By KJ Sankara
Morales’ resignation was supported by the OAS, the US and senior Conservative figures.
The British response won’t be as pivotal as Washington’s, but represents the difference in the two main political parties.
Jeremy Corbyn came under fire for his alleged support of the deposed leader.
He said: “To see Evo Morales who, along with a powerful movement has brought so much social progress, forced from office by the military is appalling.
“I condemn the coup against the Bolivian people and stand with them for democracy, social justice and independence.”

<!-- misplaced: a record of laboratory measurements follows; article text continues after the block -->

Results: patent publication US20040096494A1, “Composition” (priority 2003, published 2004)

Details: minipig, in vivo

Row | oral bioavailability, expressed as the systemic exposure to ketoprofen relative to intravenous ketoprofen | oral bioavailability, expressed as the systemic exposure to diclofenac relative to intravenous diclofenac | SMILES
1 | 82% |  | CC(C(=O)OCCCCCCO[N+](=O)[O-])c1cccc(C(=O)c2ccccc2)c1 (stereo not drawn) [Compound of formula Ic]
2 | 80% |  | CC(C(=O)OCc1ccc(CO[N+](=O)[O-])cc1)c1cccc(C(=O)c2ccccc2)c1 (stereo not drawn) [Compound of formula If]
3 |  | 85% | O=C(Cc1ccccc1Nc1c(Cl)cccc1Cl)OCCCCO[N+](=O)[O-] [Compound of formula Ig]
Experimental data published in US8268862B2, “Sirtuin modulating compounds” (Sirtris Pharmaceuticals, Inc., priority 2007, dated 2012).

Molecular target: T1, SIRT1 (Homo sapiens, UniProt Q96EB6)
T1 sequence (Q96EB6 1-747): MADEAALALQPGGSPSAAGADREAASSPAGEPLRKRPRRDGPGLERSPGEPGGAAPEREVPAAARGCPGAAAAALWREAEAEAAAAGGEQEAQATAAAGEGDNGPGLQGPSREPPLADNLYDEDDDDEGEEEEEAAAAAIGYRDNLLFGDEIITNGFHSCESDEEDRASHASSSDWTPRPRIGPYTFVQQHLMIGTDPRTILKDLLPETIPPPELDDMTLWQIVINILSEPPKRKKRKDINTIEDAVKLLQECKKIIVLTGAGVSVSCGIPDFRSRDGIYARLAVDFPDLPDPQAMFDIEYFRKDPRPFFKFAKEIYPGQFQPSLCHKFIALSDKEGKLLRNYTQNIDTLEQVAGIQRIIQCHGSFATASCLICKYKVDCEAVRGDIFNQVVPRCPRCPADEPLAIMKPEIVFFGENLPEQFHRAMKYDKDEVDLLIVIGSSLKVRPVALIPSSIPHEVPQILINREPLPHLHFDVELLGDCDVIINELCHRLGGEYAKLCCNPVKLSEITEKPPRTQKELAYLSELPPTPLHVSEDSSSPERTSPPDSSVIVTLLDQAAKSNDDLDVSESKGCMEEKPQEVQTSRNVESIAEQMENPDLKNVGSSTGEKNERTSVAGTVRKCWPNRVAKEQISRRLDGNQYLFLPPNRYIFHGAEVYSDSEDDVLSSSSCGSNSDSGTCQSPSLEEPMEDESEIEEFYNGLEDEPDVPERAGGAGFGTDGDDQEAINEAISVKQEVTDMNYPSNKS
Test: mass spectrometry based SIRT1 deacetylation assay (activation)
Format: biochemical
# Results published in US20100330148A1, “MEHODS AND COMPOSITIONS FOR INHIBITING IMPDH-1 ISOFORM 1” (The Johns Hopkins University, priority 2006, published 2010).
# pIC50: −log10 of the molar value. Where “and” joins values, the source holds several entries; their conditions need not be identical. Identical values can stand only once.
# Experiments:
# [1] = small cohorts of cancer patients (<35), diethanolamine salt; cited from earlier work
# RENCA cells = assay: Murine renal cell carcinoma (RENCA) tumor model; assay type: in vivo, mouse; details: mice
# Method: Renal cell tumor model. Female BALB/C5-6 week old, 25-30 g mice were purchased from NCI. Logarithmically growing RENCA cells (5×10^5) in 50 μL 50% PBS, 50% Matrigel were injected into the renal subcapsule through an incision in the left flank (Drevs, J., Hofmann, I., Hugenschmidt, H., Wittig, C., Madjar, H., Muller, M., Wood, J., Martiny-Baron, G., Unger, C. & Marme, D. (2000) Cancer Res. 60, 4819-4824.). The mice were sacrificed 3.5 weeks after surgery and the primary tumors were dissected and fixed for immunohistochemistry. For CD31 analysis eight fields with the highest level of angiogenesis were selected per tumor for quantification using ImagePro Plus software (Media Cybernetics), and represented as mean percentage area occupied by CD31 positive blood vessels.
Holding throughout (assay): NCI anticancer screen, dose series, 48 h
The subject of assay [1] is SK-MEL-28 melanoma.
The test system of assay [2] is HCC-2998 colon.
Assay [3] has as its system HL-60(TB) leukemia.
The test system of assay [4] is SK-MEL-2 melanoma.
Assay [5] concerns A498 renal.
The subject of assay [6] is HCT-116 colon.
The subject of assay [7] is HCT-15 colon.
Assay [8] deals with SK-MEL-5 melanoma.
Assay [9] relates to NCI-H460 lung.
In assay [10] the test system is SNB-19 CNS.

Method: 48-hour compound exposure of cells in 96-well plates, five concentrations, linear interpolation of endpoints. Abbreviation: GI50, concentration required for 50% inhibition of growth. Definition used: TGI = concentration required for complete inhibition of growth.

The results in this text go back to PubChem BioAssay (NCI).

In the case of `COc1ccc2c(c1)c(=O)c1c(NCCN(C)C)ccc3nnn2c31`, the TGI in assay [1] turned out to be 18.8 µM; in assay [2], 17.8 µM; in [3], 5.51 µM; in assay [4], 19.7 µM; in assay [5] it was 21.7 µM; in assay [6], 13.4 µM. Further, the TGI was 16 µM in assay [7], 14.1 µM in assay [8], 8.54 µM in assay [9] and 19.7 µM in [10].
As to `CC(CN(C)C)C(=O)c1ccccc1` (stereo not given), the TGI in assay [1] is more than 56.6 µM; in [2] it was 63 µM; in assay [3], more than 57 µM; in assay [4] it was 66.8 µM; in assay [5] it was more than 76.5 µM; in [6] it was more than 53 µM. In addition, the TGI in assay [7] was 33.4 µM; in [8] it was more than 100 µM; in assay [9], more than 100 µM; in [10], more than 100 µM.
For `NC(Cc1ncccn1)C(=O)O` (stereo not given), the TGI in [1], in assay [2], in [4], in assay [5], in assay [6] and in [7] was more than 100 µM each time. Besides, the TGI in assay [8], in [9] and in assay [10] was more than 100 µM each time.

He was joined by the likes of Bernie Sanders in condemning the right-wing coup, but Foreign Secretary Dominic Raab said: “Unbelievable. The Organisation of American States refused to certify the Bolivian election because of systemic flaws.
“The people are protesting and striking on an unprecedented scale.
“But Jeremy Corbyn puts Marxist solidarity ahead of democracy.”
A Foreign Office spokesperson today told The Hawthorne Effect: “The United Kingdom congratulates Jeanine Áñez on taking on her new responsibilities as interim President of Bolivia.
“We welcome Ms Áñez’s appointment and her declared intention to hold elections soon.
“Free and fair elections will rebuild confidence in democracy for the Bolivian people.
“We look to all political parties to support efforts to restore calm following recent violence and to organise fresh presidential elections in accordance with the Constitution.”